Freeport-McMoRan Cracks a January Homer
All things considered -- following essentially a half year of violent employee insurrections at its biggest mine -- it's difficult to imagine how events at the world's largest publicly held copper producer, Freeport-McMoRan Copper & Gold (NYS: FCX) , could have turned more positive more quickly.
As you likely know, the company is continuing to emerge from its first strike in the four-decade history of its huge Grasberg copper and gold mine in Papua, Indonesia. The strike led to dramatically reduced output at the facility, to a declaration of force majeure by the company, and to substantial damage at its facilities there. It also resulted in a reduction in earnings during the company's fourth quarter of 2011.
However, Freeport now has new labor agreements in place at Grasberg, where production is returning to normal, and its facilities in North and South America and Africa are humming along. But perhaps most importantly in the face of today's plethora of global economic concerns, the world's copper market is strengthening almost beyond belief.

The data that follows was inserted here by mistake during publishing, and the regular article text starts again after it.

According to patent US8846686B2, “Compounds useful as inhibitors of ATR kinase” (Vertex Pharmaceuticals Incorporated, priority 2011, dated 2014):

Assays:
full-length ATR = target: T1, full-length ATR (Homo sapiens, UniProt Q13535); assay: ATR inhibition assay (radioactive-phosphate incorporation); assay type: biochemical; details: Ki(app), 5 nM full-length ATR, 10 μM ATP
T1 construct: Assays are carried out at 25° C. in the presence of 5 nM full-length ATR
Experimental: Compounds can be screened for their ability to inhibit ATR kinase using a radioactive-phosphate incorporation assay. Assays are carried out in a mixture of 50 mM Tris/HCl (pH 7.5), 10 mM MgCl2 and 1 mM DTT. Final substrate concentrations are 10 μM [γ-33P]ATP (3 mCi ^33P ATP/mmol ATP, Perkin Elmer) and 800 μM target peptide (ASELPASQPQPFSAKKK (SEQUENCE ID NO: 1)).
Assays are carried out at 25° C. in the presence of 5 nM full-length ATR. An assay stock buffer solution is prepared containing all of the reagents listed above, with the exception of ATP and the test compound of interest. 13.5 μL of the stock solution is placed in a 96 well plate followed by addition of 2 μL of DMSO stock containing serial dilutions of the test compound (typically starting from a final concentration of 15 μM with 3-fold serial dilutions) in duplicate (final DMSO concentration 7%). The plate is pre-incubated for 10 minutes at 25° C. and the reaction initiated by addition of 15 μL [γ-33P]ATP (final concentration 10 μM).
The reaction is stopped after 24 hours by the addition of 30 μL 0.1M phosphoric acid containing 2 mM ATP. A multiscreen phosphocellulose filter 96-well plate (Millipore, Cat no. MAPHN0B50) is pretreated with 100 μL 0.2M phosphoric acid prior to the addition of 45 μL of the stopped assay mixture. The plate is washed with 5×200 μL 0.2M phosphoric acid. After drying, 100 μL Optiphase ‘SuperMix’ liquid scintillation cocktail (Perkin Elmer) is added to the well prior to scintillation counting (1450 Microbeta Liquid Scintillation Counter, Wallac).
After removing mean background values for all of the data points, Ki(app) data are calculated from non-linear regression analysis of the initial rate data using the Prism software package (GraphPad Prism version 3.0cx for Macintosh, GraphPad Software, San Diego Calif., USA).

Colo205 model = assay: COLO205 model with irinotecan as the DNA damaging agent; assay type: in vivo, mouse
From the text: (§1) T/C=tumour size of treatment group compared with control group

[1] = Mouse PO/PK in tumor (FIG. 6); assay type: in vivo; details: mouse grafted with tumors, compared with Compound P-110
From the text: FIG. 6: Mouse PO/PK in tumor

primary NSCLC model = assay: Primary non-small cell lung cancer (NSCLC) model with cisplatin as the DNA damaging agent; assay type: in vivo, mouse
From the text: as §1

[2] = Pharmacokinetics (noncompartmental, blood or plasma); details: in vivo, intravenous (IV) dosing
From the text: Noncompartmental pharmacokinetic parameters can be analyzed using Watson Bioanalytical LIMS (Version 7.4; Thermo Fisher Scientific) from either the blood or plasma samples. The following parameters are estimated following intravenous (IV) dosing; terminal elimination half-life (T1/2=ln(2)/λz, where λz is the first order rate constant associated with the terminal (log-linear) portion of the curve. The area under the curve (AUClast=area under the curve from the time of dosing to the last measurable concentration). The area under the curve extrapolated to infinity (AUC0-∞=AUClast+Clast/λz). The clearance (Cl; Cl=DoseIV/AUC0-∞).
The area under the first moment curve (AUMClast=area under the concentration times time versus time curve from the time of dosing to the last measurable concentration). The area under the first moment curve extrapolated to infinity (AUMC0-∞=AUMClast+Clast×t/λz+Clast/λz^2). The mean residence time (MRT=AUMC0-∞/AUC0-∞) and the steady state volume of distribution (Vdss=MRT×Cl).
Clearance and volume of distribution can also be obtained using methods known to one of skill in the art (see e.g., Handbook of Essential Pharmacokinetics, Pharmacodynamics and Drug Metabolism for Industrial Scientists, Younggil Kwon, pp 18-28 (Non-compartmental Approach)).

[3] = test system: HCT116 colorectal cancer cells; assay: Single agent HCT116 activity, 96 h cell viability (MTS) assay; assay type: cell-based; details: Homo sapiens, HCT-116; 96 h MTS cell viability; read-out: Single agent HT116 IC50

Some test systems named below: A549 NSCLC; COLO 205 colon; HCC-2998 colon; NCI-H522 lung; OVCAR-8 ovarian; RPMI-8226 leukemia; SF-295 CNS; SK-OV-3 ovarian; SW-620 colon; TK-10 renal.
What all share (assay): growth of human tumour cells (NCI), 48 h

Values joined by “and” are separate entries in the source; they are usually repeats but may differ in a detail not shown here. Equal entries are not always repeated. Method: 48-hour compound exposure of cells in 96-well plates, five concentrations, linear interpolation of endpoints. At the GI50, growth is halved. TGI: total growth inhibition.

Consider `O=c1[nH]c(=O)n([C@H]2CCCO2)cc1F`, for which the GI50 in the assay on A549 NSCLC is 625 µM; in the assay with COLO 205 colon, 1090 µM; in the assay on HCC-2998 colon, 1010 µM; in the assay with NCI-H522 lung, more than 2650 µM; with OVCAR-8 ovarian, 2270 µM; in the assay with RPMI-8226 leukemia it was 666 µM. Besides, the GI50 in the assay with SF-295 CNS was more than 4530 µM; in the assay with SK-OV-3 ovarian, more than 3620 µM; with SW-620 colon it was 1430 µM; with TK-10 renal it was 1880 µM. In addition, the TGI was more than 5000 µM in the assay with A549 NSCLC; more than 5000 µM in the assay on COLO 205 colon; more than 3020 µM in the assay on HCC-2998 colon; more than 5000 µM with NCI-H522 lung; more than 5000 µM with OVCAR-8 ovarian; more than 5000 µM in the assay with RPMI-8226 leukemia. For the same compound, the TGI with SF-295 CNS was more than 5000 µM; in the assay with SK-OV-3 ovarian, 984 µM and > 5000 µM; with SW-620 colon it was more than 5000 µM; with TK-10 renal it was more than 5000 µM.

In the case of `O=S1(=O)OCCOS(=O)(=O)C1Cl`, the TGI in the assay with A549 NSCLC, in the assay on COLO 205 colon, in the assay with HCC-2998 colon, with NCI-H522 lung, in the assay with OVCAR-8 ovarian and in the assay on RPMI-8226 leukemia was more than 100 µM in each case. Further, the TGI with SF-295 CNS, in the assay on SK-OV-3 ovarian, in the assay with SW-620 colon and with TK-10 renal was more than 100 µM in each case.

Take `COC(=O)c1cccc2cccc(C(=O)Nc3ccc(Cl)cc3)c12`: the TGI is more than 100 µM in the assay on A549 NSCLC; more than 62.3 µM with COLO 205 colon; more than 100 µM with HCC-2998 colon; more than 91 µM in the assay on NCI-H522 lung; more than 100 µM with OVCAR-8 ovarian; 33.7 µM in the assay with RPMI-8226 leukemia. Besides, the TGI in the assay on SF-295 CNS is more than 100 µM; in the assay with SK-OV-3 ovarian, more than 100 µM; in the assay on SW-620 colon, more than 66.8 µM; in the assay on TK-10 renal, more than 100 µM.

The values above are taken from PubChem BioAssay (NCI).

Weak quarter in a strong year
Before continuing, let's take an obligatory look at results for the company's damaged December quarter. Earnings for the period were $640 million, or $0.67 per share, a 59% slide on the net income line from the year earlier total of $1.55 billion, or $1.63 per share. Revenues for the most recent period dipped 26% to $4.16 billion. But despite the myopic tendency of investors to focus excessively on quarterly results, it's surprising to note that Freeport was able to surpass its quarterly tribulations and achieve full-year earnings of $4.6 billion, a healthy bump from its prior record of $4.3 billion, set in 2010.
Freeport follows Pittsburgh's large aluminum producer Alcoa (NYS: AA) as the second big domestic metals producer to provide us with a quarterly report. But while Alcoa recorded a loss, which unfortunately masked room for optimism at the company, Freeport has combined its stellar financial performance for the entirety of 2011 with levitating copper prices and is beginning 2012 amid a spirit of increasing ebullience.